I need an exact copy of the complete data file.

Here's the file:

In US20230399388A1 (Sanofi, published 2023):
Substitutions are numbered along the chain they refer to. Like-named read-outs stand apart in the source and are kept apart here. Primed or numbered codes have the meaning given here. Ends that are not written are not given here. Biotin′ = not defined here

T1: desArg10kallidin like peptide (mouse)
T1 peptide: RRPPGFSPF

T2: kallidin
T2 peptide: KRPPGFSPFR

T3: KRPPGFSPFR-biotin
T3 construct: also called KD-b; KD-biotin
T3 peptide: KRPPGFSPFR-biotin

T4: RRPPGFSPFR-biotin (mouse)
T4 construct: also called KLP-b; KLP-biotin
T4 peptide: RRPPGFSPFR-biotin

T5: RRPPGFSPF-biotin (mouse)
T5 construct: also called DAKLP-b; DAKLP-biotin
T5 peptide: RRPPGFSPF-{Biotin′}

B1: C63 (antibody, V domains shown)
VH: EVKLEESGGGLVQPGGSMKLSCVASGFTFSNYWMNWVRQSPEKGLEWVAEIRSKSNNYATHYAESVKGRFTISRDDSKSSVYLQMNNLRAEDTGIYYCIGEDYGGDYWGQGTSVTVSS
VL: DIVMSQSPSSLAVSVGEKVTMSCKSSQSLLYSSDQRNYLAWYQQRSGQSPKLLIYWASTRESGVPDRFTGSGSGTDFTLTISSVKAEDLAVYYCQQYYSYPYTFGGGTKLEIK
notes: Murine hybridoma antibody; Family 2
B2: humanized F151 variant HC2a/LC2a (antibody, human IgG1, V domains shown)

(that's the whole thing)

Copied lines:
In US20230399388A1 (Sanofi, published 2023):
Substitutions are numbered along the chain they refer to. Like-named read-outs stand apart in the source and are kept apart here. Primed or numbered codes have the meaning given here. Ends that are not written are not given here. Biotin′ = not defined here

T1: desArg10kallidin like peptide (mouse)
T1 peptide: RRPPGFSPF

T2: kallidin
T2 peptide: KRPPGFSPFR

T3: KRPPGFSPFR-biotin
T3 construct: also called KD-b; KD-biotin
T3 peptide: KRPPGFSPFR-biotin

T4: RRPPGFSPFR-biotin (mouse)
T4 construct: also called KLP-b; KLP-biotin
T4 peptide: RRPPGFSPFR-biotin

T5: RRPPGFSPF-biotin (mouse)
T5 construct: also called DAKLP-b; DAKLP-biotin
T5 peptide: RRPPGFSPF-{Biotin′}

B1: C63 (antibody, V domains shown)
VH: EVKLEESGGGLVQPGGSMKLSCVASGFTFSNYWMNWVRQSPEKGLEWVAEIRSKSNNYATHYAESVKGRFTISRDDSKSSVYLQMNNLRAEDTGIYYCIGEDYGGDYWGQGTSVTVSS
VL: DIVMSQSPSSLAVSVGEKVTMSCKSSQSLLYSSDQRNYLAWYQQRSGQSPKLLIYWASTRESGVPDRFTGSGSGTDFTLTISSVKAEDLAVYYCQQYYSYPYTFGGGTKLEIK
notes: Murine hybridoma antibody; Family 2
B2: humanized F151 variant HC2a/LC2a (antibody, human IgG1, V domains shown)